On Friday, the Dallas police department deployed a "bomb robot" to end a stand-off with sniper suspect, Micah Johnson. Because Johnson, a veteran of the Afghanistan war, had killed multiple officers, police did not want to get within range of his gun, so they instead attached an explosive device to a robot’s arm and then detonated it at close quarters. It appears to be the first time police have used this kind of technology—a weaponized robot—domestically to kill a U.S. citizen.
We now have the details on the device used: it was a Remotec Andros F-5 model, which Dallas police equipped with a pound of C4 explosives and manually maneuvered via remote. It's unclear if the robot, which is usually used domestically to dispose of bombs and to explore dangerous environments like collapsed buildings, survived the incident. It's made by Remotec, a subsidiary of weapons manufacturer, Northrop Grumman. Overseas, it's been used in combat operations.
The Dallas police department released a statement confirming the model of robot and explosive used, and described the lead-up to the decision to employ this unprecedented tactic:
“When all attempts to negotiate with the suspect, Micah Johnson, failed under the exchange of gunfire, the Department utilized the mechanical tactical robot, as a last resort, to deliver an explosion device to save the lives of officers and citizens.
The robot used was the Remotec, Model F-5, claw and arm extension with an explosive device of C4 plus “Det” cord.
Approximate weight of total charge was one pound.”
Dallas PD Chief David Brown said further at a press conference after the operation that, "We saw no other option but to use our bomb robot and place a device on its extension for it to detonate," and that other actions "Would have exposed our officers to grave danger."
The chief did confer with an elected official before making the decision, discussing it with Dallas mayor Mike Rawlings. Via Dallas News:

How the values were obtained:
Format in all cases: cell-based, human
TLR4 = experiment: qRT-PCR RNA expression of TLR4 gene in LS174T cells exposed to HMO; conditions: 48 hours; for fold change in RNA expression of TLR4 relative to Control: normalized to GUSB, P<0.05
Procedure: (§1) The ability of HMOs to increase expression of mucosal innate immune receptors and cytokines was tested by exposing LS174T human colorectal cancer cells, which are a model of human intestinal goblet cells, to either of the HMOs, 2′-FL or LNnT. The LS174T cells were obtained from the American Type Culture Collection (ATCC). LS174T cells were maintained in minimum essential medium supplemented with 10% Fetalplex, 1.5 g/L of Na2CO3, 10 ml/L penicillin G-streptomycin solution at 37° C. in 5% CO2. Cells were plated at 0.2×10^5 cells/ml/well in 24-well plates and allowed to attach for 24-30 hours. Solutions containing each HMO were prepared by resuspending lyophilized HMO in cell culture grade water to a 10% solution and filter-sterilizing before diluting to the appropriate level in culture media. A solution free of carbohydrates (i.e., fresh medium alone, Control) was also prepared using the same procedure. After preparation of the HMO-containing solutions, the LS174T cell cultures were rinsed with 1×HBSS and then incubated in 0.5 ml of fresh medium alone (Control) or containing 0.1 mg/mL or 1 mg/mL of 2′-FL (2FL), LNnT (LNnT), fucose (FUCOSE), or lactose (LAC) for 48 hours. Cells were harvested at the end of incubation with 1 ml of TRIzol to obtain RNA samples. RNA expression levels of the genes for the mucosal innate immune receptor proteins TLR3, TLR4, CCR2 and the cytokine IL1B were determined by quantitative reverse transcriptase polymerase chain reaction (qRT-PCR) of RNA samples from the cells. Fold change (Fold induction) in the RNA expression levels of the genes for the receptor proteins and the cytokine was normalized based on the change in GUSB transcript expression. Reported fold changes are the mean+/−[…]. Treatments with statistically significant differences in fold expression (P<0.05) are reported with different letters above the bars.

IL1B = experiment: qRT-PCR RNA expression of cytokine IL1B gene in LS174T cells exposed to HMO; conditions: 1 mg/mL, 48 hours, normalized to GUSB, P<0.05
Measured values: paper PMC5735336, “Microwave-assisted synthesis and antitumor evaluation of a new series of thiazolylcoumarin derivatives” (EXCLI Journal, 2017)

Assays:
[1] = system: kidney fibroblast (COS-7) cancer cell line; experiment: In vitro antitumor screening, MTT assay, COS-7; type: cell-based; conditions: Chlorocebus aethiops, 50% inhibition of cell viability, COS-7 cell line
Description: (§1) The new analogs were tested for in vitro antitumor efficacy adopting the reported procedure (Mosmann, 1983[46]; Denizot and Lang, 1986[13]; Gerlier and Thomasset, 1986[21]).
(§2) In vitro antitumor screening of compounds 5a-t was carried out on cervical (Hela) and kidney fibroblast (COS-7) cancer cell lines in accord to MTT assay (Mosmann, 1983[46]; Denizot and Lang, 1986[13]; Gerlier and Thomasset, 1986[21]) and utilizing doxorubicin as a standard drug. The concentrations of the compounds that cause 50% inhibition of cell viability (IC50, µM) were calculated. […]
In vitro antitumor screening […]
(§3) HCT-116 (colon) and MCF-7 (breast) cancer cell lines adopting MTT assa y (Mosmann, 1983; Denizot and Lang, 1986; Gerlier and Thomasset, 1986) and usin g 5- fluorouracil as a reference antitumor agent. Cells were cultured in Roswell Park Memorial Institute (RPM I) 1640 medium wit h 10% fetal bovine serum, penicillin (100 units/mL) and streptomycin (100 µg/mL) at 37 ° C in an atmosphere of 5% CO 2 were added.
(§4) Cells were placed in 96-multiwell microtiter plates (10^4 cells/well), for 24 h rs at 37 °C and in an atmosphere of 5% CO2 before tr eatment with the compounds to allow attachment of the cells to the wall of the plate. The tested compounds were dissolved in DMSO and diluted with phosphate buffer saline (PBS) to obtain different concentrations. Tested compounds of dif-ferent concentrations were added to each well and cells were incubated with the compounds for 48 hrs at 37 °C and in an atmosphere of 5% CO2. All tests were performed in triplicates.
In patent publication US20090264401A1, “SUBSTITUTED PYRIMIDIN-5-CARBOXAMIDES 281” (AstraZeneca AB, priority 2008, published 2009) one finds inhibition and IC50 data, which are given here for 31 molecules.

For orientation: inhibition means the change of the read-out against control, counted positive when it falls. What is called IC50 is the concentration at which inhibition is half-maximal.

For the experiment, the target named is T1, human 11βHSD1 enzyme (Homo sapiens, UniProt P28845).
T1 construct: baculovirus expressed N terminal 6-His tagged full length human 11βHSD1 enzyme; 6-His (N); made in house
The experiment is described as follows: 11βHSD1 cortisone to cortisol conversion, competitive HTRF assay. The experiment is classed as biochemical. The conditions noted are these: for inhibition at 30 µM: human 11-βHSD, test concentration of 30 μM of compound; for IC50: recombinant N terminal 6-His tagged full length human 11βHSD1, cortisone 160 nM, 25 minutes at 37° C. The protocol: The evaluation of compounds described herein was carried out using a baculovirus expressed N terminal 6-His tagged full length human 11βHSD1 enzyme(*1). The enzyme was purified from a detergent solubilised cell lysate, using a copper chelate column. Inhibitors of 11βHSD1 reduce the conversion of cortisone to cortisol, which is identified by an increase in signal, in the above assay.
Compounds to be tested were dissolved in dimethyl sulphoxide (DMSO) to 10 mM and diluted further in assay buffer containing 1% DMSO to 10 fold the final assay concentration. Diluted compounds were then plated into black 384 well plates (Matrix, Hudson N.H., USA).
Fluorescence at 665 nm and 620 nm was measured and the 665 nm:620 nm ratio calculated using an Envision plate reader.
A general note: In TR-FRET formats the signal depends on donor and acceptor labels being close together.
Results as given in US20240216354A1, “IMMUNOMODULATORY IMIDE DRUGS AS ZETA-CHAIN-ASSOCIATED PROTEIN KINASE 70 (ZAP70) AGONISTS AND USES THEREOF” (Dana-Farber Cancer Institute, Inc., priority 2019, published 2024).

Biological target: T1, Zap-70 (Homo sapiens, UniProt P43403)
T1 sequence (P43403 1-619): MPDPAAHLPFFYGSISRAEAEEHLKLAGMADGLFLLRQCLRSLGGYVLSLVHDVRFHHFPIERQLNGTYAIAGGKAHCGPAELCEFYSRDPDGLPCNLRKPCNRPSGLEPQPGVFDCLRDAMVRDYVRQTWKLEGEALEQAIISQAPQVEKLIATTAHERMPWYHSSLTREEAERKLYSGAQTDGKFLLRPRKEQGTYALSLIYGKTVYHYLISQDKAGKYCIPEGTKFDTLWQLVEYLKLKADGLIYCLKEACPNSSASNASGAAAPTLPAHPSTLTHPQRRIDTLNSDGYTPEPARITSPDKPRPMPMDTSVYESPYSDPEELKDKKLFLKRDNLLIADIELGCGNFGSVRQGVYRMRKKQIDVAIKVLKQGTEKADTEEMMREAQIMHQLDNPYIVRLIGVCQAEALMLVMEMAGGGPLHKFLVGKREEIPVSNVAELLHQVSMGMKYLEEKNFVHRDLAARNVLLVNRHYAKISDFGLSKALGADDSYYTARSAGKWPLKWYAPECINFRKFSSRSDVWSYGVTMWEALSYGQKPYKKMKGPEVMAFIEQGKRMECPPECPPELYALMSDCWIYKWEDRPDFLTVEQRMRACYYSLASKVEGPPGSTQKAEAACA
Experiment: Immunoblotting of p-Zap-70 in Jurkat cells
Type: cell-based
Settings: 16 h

"I was very supportive of it," the mayor said of the call. "I didn't want to hear that one more of our police officers was going to die. The chief felt it was the safest way. We'd talked to the guy. We gave him choices. We said, 'You can come out and not be hurt, or you can stay there and be hurt.'"
This use of lethal force has raised questions about the legalities and ethical questions of due process for the suspect as well as more discomfort over the increased militarization of local police departments. Policy experts, though, stress that the robot was at no point autonomous and remained under human control at all times, and say that, from a legal standpoint, the operation was within the law.
And though this is the first time a civilian has been killed by a law enforcement controlled remote robot, it's not the first time one has been used by police in a tense stand-off; in Albuquerque in 2014 police armed a remote robot with 'chemical munitions' against an armed suspect who then surrendered, Daily Beast's Christopher Moraff reported.
As to how Dallas PD obtained the F-5, Australian journalist Asher Wolf uncovered documents that show the Dallas PD is in possession of three Remotec robots, which the department had announced in May via blog: “The Dallas Police Department Explosive Ordinance Unit recently upgraded it’s equipment with the purchase of a new vehicle, new robots, new bomb suits, and new tools.”
The department has not said whether it purchased the equipment directly from the manufacturer or whether this was military equipment that made its way into local law enforcement hands. The latter happens through the 1033 Program which allows the Defense Department to sell supplies it no longer uses to local police departments across the country. The Dallas PD did not respond to phone or email queries about the source of the robots.
We also queried the Justice Department on the federal government’s position on the state’s use of a remote-controlled robot to employ lethal force in a domestic setting, but were told to refer these questions to the Dallas PD.
The department then directed requests to their statement.
With no legal objections, this sets a new precedent where robots, or drones, could be used to execute a suspect deemed too dangerous to be read his or her Miranda rights.
Elmo is a writer with Real Future.